An increasing number of major global chemical firms are adopting a similar approach to constructing their companies: assembling a handful of diverse and established chemical and material businesses each with a high manufacturing entry barrier. Lux calls this approach the Multifortress Strategy. The high entry barrier creates the fortress-like nature of the individual businesses. The revenue of the various businesses added together creates a corporate entity of sustainable size. The multiple businesses also offer some protection from a downturn in one or a few businesses. Continue reading
With the gloomy solar venture capital (VC) funding for startups, the combination of large corporations and academic and government research institutions will provide the impetus for innovation in the photovoltaic (PV) landscape. With evolutionary improvements in conventional module designs unlikely to reach the $1/W system price target even by 2030, there is certainly ample room to move, provided developers know where to look and where the highest potential lies. Many corporations are indeed active in this regard, with 940 active partnerships globally for PV research chasing the opportunity, with Hanwha, Solvay-Rhodia, and Dow Chemical leading in the number of academic partnerships for PV research, while IMEC, ECN, Georgia Tech, University of Delaware, and Arizona State University alone have cumulatively formed 132 partnerships with large corporations. With continued emphasis on developing new PV materials and processes, the mix of technologies in the market in 20 years from now will reflect these R&D investments. The question is, what will the mix of commercialized technologies be?
Given the existing infrastructure for x-Si module manufacturing, the technology is here to stay for the long haul. However today’s prices are most certainly below cost and evolutionary improvements in existing cell designs are not going to be enough to bring manufacturing costs down. Therefore disruptive cell designs such as front/back junction cells, silver-free metallization and epi-Si-based cells will enable lower costs without affecting module efficiencies. Materials and equipment suppliers should continue to target products for x-Si PV because it will maintain the lion’s share of the market for the foreseeable future.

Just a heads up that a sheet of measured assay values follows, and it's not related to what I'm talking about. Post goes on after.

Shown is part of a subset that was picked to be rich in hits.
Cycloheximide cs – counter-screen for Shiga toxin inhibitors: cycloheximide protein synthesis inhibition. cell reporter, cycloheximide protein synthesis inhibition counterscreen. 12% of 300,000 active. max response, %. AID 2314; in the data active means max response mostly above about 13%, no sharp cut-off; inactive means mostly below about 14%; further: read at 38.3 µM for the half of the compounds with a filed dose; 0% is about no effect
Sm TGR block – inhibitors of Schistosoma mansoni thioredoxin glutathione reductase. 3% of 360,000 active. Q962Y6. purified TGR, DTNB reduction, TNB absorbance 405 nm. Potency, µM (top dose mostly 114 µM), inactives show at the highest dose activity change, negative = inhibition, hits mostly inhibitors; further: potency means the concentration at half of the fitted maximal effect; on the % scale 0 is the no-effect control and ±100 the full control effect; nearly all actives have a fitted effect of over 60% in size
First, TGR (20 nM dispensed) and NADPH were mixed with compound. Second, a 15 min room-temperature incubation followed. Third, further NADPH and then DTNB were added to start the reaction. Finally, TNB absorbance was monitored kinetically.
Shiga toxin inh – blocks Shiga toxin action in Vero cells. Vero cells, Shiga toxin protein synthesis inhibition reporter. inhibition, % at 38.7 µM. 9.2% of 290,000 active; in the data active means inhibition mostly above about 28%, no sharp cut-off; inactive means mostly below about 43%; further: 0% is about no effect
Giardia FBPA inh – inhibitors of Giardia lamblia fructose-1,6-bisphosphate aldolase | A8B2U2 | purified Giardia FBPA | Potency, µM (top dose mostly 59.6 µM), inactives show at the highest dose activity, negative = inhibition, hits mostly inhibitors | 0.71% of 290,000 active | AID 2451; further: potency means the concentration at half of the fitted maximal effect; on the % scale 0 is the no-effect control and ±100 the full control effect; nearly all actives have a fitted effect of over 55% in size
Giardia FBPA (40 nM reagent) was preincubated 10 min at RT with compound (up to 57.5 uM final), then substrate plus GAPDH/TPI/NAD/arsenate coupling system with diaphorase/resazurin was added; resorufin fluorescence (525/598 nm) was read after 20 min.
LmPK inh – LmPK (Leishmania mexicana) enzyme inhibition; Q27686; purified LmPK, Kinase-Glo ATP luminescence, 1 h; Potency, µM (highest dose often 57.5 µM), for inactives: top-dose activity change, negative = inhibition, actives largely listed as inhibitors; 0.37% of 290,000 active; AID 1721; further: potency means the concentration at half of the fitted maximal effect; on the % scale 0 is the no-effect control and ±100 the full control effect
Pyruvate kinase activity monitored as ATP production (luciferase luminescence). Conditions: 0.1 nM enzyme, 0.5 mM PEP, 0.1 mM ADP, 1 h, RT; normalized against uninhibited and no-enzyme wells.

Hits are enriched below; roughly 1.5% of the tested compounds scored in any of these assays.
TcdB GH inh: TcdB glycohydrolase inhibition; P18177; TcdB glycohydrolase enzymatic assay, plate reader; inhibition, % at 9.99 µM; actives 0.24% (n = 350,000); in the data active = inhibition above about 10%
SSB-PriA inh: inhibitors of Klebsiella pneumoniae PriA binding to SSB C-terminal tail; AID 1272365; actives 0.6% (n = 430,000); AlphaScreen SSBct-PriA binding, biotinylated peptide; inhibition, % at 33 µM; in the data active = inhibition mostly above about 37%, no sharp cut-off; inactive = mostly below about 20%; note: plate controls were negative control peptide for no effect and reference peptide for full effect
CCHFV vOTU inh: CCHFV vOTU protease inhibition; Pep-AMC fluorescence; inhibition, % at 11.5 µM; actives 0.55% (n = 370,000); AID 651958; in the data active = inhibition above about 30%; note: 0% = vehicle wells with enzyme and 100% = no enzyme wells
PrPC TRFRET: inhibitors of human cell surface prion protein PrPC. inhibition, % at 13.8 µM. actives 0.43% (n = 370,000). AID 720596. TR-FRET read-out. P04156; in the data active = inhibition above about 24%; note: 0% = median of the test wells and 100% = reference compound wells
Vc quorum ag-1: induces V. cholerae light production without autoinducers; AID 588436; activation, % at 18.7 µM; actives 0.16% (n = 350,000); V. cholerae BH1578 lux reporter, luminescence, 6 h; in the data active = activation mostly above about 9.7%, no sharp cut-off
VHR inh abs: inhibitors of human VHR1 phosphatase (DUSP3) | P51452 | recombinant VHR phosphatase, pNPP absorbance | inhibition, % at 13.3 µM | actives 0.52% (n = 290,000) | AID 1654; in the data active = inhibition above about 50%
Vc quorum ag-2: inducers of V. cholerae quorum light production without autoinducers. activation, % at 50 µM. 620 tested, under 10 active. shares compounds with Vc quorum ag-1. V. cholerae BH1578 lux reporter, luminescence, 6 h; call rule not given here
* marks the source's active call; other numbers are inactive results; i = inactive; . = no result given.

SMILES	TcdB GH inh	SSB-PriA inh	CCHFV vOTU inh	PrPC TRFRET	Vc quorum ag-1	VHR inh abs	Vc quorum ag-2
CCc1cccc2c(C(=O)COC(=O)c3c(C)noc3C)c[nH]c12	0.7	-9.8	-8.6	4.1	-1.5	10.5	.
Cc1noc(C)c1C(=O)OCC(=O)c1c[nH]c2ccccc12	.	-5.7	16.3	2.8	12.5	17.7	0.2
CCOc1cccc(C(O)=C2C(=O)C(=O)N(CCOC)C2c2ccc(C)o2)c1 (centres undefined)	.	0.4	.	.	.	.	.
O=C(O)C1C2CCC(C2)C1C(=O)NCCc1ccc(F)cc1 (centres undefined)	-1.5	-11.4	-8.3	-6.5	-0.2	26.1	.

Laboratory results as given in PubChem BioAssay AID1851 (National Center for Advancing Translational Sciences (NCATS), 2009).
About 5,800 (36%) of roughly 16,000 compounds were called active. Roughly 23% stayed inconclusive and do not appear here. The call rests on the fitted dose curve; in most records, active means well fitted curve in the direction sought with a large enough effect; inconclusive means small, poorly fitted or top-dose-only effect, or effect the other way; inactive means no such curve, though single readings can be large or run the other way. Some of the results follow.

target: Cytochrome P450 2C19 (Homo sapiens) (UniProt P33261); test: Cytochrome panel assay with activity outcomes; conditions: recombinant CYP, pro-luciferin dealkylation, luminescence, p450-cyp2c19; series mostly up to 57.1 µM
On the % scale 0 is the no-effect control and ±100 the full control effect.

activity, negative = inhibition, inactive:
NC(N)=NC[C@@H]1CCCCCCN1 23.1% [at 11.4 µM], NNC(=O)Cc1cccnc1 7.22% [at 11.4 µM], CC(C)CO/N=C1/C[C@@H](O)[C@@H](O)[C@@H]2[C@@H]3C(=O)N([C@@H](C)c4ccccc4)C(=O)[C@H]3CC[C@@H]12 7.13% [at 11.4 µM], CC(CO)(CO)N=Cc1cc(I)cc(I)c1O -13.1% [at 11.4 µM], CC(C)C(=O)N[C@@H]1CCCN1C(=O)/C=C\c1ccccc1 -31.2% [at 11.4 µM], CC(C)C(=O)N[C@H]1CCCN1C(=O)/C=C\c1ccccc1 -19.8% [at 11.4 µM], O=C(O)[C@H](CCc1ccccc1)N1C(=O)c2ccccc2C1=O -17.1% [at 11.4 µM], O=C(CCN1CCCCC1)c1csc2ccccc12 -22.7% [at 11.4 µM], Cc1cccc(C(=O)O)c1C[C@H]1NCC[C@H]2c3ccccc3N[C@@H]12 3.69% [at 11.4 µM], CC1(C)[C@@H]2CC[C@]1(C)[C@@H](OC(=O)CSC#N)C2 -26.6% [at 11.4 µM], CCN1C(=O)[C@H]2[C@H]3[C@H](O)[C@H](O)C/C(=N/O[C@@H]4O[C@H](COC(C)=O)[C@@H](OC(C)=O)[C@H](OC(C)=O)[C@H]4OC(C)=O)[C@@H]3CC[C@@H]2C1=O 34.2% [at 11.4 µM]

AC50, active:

Change is also inevitable beyond x-Si, with CZTS and tandem CIGS will be able to reach commercialization to take CIGS to the next level. However, given the process immaturity for SnS, the technology will not be commercially feasible even by 2030. The world of cadmium is not set for as much diversity, with flexible CdTe, or new materials such as CdS and PbS systems not ready for primetime even in 2030 because they will be far from reaching target module costs and efficiencies. For advanced III-V technologies, only planar III-V on Si tandem-cell-based modules and parallel III-V modules will reach commercial feasibility. Lastly, within the OPV and DSSC next-generation technologies, graphene-based OPV cells will not be commercially viable even by 2030, whereas QSS-DSSC and hybrid organic/inorganic will realize a small market share in that time.